[NOTE IN DRAFT: These requirements may look controversial compared to
   RFC 2460, and are presented for discussion in the WG.  In reality,
   hop-by-hop options are not handled by many high speed routers, or are
   processed only on a slow path.  Also, many firewalls inspect and
   filter extension headers.  The following text is intended to deal
   with those realities.]

   The IPv6 Hop-by-Hop Options header SHOULD be processed by
   intermediate nodes as described in [RFC2460].  However, it is to be
   expected that some high performance routers will either ignore it, or
   assign packets containing it to a slow processing path.  Designers
   planning to use a Hop-by-Hop option should be aware of this likely
   behaviour.

   Apart from that, any node along an IPv6 packet's path, which forwards
   it for any reason, SHOULD do so regardless of any extension headers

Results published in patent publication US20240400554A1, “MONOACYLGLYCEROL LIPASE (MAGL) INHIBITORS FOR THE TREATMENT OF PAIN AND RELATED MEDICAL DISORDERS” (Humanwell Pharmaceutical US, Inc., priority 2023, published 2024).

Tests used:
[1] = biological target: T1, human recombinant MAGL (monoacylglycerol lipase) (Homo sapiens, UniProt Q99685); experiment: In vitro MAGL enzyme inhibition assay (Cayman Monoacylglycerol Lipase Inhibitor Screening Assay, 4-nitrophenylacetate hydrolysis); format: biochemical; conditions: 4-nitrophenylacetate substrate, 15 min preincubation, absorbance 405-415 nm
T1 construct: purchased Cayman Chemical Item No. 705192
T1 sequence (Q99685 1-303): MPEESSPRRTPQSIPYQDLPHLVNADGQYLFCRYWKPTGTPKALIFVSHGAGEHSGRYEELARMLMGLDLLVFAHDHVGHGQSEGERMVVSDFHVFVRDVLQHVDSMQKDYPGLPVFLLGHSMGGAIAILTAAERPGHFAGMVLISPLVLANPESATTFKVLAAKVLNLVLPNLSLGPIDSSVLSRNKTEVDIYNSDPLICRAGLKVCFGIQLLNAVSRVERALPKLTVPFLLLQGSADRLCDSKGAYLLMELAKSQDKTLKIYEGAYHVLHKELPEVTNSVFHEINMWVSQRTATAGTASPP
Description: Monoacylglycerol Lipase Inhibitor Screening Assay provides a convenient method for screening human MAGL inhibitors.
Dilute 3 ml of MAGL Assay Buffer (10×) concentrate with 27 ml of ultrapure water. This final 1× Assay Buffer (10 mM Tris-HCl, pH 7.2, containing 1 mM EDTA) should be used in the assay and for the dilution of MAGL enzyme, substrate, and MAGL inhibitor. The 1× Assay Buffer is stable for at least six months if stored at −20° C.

that are present, as described in RFC 2460.  Exceptionally, if this
   node is designed to examine extension headers for any reason, such as
   firewalling, it MUST recognise and deal appropriately with all valid
   IPv6 extension header types.  The list of currently valid extension
   header types is maintained by IANA (see Section 4).

   RFC 2460 requires destination hosts to discard packets containing
   unrecognised extension headers.  However, intermediate forwarding
   nodes MUST NOT do this by default, since that might cause them to
   inadvertently discard traffic using a recently defined extension
   header, not yet recognised by the intermediate node.